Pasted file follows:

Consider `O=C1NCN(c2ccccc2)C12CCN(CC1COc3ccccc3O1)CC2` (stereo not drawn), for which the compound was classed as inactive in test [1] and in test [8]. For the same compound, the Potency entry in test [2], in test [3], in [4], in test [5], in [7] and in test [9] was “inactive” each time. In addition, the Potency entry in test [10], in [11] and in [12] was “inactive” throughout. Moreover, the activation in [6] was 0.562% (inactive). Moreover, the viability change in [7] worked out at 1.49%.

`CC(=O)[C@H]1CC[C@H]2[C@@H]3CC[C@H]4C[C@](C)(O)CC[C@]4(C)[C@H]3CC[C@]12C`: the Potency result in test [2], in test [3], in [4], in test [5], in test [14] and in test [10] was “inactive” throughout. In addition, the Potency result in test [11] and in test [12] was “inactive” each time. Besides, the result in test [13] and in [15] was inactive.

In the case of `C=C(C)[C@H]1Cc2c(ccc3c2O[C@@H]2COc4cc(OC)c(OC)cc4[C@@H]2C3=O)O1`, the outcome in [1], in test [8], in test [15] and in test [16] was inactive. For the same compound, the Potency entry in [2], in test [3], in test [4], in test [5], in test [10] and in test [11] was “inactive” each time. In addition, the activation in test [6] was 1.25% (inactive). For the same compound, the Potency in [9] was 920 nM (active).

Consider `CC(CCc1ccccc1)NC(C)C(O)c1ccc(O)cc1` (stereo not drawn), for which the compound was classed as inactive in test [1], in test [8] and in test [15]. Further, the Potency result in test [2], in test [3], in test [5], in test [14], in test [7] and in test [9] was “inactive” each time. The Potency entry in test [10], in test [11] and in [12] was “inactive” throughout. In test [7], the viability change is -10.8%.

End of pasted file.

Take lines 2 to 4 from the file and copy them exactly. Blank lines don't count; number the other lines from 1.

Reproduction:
`CC(=O)[C@H]1CC[C@H]2[C@@H]3CC[C@H]4C[C@](C)(O)CC[C@]4(C)[C@H]3CC[C@]12C`: the Potency result in test [2], in test [3], in [4], in test [5], in test [14] and in test [10] was “inactive” throughout. In addition, the Potency result in test [11] and in test [12] was “inactive” each time. Besides, the result in test [13] and in [15] was inactive.

In the case of `C=C(C)[C@H]1Cc2c(ccc3c2O[C@@H]2COc4cc(OC)c(OC)cc4[C@@H]2C3=O)O1`, the outcome in [1], in test [8], in test [15] and in test [16] was inactive. For the same compound, the Potency entry in [2], in test [3], in test [4], in test [5], in test [10] and in test [11] was “inactive” each time. In addition, the activation in test [6] was 1.25% (inactive). For the same compound, the Potency in [9] was 920 nM (active).

Consider `CC(CCc1ccccc1)NC(C)C(O)c1ccc(O)cc1` (stereo not drawn), for which the compound was classed as inactive in test [1], in test [8] and in test [15]. Further, the Potency result in test [2], in test [3], in test [5], in test [14], in test [7] and in test [9] was “inactive” each time. The Potency entry in test [10], in test [11] and in [12] was “inactive” throughout. In test [7], the viability change is -10.8%.